The San Diego County Board of Supervisors approved a resolution in support of the federal “My Body, My Data” Act penned by Congresswoman Sara Jacob, which guards against the misuse of personal reproductive health data.
The resolution included the Board of Supervisors consent calendar, which passed in a 4-1 vote. Vice Chair Nora Vargas and Supervisor Terra Lawson-Remer proposed the resolution.
The legislation aims to guard against the misuse of personal reproductive health data by restricting the use of such data by businesses and nongovernmental organizations. Personal reproductive health data found on phones, computers, or stored in apps could be weaponized against people in these criminalization efforts.
“The web searchers we conduct, emails that we send, and information we put into our apps should not be weaponized against us. That shouldn't be happening in the United States. Reproductive and health data is the most private and personal information. It is unthinkable to me that the information you put in an application, to simply monitor your period, could be used against you,” Vargas said.
Congresswoman Jacob’s My Body, My Data Act (H.R. 8111) restricts business and nongovernmental organizations from collecting, using, retaining, or disclosing reproductive health care information beyond what is strictly necessary to provide a product or service. People have the right to delete their personal reproductive health information and require organizations to publish their privacy policies.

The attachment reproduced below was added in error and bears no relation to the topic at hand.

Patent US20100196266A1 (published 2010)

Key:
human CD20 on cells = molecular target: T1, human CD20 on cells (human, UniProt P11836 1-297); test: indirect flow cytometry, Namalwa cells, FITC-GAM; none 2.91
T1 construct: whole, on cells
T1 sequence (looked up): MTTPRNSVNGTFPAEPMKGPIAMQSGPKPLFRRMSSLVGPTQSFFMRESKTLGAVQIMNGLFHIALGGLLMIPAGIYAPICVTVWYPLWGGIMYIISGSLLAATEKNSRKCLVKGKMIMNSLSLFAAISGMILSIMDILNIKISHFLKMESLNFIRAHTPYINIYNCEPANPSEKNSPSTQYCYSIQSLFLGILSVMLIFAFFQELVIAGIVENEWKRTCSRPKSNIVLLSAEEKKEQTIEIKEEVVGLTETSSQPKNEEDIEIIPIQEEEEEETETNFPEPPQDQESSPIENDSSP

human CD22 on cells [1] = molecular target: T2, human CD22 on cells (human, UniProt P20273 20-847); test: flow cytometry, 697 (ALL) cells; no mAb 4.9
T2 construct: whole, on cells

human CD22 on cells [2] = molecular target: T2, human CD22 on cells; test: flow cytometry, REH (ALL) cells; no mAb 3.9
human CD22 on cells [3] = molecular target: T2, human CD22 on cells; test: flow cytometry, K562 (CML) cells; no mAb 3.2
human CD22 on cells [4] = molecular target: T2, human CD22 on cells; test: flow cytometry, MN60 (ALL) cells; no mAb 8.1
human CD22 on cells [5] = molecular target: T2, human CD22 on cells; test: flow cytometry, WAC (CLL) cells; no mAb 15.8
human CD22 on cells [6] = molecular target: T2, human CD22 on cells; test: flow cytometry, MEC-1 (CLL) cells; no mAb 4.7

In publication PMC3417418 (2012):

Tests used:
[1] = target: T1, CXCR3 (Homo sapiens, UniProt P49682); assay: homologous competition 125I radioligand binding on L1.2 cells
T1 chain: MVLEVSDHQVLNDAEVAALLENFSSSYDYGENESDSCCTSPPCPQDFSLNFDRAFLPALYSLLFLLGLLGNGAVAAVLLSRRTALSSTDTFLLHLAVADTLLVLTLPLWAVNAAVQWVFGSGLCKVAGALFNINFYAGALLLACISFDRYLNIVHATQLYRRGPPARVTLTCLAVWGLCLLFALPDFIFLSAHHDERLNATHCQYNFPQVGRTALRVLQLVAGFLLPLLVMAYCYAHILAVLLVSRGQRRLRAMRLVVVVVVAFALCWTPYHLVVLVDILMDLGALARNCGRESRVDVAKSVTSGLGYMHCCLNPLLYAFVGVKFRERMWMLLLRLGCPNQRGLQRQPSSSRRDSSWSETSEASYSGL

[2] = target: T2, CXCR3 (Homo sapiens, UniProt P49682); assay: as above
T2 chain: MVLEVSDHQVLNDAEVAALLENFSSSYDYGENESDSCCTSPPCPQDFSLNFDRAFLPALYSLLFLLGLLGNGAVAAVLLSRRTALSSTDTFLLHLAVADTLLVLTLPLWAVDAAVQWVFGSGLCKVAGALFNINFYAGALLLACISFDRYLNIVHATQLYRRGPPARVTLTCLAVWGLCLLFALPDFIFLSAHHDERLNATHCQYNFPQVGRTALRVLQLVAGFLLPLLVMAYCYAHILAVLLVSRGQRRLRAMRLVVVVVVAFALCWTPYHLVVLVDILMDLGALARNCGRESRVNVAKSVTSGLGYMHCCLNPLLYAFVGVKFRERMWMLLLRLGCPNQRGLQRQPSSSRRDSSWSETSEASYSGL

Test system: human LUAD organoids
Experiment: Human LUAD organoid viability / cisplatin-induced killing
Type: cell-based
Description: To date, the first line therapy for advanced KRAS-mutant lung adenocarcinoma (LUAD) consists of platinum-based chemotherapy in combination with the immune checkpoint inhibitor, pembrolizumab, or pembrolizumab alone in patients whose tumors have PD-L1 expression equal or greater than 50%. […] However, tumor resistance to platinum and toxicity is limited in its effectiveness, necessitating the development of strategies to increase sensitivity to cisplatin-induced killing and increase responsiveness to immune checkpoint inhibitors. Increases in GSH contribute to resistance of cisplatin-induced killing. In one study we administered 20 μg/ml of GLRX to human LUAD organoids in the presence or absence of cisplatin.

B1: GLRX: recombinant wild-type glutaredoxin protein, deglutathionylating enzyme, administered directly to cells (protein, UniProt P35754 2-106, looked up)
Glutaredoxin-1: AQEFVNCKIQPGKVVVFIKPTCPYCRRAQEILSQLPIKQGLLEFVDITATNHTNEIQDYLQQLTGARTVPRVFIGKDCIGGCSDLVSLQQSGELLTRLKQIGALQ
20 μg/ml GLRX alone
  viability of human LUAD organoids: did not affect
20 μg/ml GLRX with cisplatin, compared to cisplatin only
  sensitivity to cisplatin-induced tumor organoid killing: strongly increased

Individuals can utilize their private right of action to bring lawsuits if their privacy has been violated.
“This is a moment where all hands are on deck have to be a priority,” Vargas said. “Even though in San Diego County, our reproductive rights, including the right to an abortion are protected, in the rest of the country it has been stripped away. We must continue this fight.”
The resolution comes after County officials approved a resolution on May 24 to support efforts to amend the California State Constitution to enshrine the right to abortion, and directed staff to conduct a comprehensive assessment of reproductive health care services offered by the County of San Diego and health care contractors.
Additionally, the board directed the County to advocate in support of legislative efforts that strengthen access to reproductive rights and health care services, including abortion.
“It is such a clear violation of our privacy rights,” Lawson-Remer said. “This [resolution] builds on the work that supervisor Vargas and I began last May I think it was when we asked the board to adopt a resolution to support efforts to amend the California Constitution to enshrine the right to choose here in the state of California and continuing that fight. It's such an important fight for women across our country and our community”.